Let’s talk about weird gifts for a second. Ever had somebody hand you a little bag with a big smile, and you open it up to find a unicorn calendar, a plastic nose that dispenses shower gel like snot, or a coffee mug shaped like a toilet bowl? I really did get that unicorn calendar from my dad one year. I had to smile because he finally remembered how much I loved unicorns, but only about 25 years too late.
What’s the strangest gift you’ve ever gotten? How about the gift of fish? I don’t know if this is just a West Coast thing, but it’s actually not that uncommon here to be gifted with some salmon every once in a while. Like last week when hubby came home with a big slab of wild sockeye salmon (also known as red salmon) courtesy of his boss who’d gone fishing over the weekend.
Unlike the usual weird gift though, this gift was very much appreciated. Fresh caught, wild, local salmon. Yum! When Chris brought it home, I knew I had to come up with a recipe just as spectacular as this beautiful fish.
I decided to use a simple marinade flavoured with garlic and a touch of ginger, then Canucked it up with the sweetness of 100% pure maple syrup. Yes, Canuck is now a verb. Embrace it!
I used gluten-free tamari soy sauce, but this is easily paleofied with coconut aminos if you’ve got it. Coconut aminos is sweeter than tamari though, so if you use that I would cut back a bit on the maple syrup and take a quick taste of the marinade before adding more.
If you’re not an expert griller, or if your barbecue grill is maybe a little worse for wear (like mine), I recommend cooking your salmon on a piece of tinfoil. You won’t get the grill marks, but you won’t lose half the fish stuck to the grill either.
Isn’t that colour amazing? Random animal fact: did you know that sockeye salmon meat gets its distinctive vibrant colour from the orange krill the fish eat while in the ocean?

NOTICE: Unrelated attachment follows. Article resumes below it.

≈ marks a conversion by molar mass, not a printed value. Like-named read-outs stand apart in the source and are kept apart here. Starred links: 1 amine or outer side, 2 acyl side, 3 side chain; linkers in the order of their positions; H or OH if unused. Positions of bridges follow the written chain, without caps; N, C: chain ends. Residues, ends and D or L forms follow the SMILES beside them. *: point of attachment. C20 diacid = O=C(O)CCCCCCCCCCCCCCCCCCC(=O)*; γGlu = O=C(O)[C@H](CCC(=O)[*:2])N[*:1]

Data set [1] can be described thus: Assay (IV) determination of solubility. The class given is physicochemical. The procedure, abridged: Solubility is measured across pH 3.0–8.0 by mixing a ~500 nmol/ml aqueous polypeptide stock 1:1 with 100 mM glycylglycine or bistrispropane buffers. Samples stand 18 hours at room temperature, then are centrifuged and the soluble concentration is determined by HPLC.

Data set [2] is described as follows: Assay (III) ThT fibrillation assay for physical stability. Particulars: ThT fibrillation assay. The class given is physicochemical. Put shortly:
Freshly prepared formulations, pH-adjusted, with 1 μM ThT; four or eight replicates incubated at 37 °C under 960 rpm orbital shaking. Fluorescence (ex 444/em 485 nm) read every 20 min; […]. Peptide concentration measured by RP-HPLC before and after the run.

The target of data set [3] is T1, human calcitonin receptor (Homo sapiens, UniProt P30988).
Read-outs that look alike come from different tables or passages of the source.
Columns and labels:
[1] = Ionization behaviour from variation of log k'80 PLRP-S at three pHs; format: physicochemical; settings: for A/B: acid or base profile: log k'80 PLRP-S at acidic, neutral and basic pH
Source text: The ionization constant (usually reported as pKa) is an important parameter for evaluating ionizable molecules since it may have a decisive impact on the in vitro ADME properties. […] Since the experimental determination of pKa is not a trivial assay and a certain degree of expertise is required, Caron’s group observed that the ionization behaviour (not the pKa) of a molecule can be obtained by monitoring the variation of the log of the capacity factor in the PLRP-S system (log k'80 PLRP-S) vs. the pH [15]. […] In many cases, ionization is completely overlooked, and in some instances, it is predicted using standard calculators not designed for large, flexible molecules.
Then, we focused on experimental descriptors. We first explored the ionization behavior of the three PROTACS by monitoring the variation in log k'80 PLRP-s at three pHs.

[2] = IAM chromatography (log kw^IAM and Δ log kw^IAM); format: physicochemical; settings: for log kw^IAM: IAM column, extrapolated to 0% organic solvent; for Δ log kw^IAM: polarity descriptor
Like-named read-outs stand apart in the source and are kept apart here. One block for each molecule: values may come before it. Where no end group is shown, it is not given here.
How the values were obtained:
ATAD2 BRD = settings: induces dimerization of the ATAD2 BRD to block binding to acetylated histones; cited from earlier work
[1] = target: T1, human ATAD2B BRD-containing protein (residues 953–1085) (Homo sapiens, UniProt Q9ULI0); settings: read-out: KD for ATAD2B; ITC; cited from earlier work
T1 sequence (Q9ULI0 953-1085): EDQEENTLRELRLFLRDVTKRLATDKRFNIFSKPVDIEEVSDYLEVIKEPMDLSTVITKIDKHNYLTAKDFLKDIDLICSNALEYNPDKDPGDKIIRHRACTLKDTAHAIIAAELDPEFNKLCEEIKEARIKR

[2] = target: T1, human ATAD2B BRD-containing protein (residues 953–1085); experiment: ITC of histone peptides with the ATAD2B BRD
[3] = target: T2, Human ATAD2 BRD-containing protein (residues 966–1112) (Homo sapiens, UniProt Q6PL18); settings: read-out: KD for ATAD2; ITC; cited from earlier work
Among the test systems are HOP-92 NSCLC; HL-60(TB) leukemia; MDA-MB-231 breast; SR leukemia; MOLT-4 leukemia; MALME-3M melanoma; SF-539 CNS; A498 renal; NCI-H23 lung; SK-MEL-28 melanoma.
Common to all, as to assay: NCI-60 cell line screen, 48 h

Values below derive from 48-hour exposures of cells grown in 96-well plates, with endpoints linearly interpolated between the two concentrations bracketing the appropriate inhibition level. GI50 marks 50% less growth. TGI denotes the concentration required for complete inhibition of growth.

We had some family over the other day and served this with with a fresh salad, mixed berries, and goat cheese. What a delicious West Coast way to celebrate the end of summer!
- 1 teaspoon arrowroot or cornstarch
- 1-2 teaspoons cold water
- Mix all marinade ingredients together in a glass baking dish and marinate fish fillets, flipping halfway through, for about an hour.
- Remove fish and reserve leftover marinade.
- In a small bowl, mix starch with cold water into a smooth slurry consistency, making sure all lumps are gone.
- Transfer leftover marinade into small saucepan and heat on medium low. Gradually mix in starch slurry and cook for 2-3 minutes stirring frequently while glaze thickens.
- Preheat barbecue to medium heat then place fish directly on oiled grill or on piece of aluminum foil.
- Brush maple soy glaze onto salmon fillets and cook for 12-15 minutes. Fish should just start to flake when poked with a fork and be slightly translucent in the middle when done.
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